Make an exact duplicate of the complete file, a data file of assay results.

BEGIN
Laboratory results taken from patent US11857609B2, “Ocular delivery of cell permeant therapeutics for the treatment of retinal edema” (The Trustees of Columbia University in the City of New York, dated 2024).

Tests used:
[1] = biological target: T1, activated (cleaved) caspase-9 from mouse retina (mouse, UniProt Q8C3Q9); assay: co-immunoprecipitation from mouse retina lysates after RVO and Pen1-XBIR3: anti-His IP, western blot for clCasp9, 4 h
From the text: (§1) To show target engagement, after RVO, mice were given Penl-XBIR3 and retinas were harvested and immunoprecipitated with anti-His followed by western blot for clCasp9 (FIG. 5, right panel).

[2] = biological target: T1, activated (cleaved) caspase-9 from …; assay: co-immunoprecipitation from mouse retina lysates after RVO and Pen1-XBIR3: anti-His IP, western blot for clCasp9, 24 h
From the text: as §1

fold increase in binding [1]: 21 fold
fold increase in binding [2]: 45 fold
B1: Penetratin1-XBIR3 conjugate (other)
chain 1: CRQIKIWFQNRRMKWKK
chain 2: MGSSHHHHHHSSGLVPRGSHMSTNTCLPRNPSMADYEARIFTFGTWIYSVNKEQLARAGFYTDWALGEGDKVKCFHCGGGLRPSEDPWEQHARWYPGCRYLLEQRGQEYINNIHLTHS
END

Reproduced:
Laboratory results taken from patent US11857609B2, “Ocular delivery of cell permeant therapeutics for the treatment of retinal edema” (The Trustees of Columbia University in the City of New York, dated 2024).

Tests used:
[1] = biological target: T1, activated (cleaved) caspase-9 from mouse retina (mouse, UniProt Q8C3Q9); assay: co-immunoprecipitation from mouse retina lysates after RVO and Pen1-XBIR3: anti-His IP, western blot for clCasp9, 4 h
From the text: (§1) To show target engagement, after RVO, mice were given Penl-XBIR3 and retinas were harvested and immunoprecipitated with anti-His followed by western blot for clCasp9 (FIG. 5, right panel).

[2] = biological target: T1, activated (cleaved) caspase-9 from …; assay: co-immunoprecipitation from mouse retina lysates after RVO and Pen1-XBIR3: anti-His IP, western blot for clCasp9, 24 h
From the text: as §1

fold increase in binding [1]: 21 fold
fold increase in binding [2]: 45 fold
B1: Penetratin1-XBIR3 conjugate (other)
chain 1: CRQIKIWFQNRRMKWKK
chain 2: MGSSHHHHHHSSGLVPRGSHMSTNTCLPRNPSMADYEARIFTFGTWIYSVNKEQLARAGFYTDWALGEGDKVKCFHCGGGLRPSEDPWEQHARWYPGCRYLLEQRGQEYINNIHLTHS